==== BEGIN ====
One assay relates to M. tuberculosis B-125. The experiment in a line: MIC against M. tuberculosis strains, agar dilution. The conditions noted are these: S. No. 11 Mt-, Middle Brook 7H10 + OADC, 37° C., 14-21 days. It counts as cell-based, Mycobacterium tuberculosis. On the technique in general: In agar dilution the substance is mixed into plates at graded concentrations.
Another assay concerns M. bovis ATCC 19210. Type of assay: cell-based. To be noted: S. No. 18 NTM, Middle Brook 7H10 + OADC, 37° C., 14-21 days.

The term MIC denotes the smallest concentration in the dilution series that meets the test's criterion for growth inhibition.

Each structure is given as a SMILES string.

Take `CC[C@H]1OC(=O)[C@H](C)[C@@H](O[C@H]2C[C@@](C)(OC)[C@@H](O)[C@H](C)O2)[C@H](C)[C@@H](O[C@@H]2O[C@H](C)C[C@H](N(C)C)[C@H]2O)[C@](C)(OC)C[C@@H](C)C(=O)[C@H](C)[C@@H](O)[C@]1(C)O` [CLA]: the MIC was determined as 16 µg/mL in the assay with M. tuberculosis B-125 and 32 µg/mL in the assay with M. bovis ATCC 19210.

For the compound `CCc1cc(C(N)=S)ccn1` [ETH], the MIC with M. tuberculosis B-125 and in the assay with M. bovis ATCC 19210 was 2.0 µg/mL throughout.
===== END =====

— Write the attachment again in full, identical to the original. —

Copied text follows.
One assay relates to M. tuberculosis B-125. The experiment in a line: MIC against M. tuberculosis strains, agar dilution. The conditions noted are these: S. No. 11 Mt-, Middle Brook 7H10 + OADC, 37° C., 14-21 days. It counts as cell-based, Mycobacterium tuberculosis. On the technique in general: In agar dilution the substance is mixed into plates at graded concentrations.
Another assay concerns M. bovis ATCC 19210. Type of assay: cell-based. To be noted: S. No. 18 NTM, Middle Brook 7H10 + OADC, 37° C., 14-21 days.

The term MIC denotes the smallest concentration in the dilution series that meets the test's criterion for growth inhibition.

Each structure is given as a SMILES string.

Take `CC[C@H]1OC(=O)[C@H](C)[C@@H](O[C@H]2C[C@@](C)(OC)[C@@H](O)[C@H](C)O2)[C@H](C)[C@@H](O[C@@H]2O[C@H](C)C[C@H](N(C)C)[C@H]2O)[C@](C)(OC)C[C@@H](C)C(=O)[C@H](C)[C@@H](O)[C@]1(C)O` [CLA]: the MIC was determined as 16 µg/mL in the assay with M. tuberculosis B-125 and 32 µg/mL in the assay with M. bovis ATCC 19210.

For the compound `CCc1cc(C(N)=S)ccn1` [ETH], the MIC with M. tuberculosis B-125 and in the assay with M. bovis ATCC 19210 was 2.0 µg/mL throughout.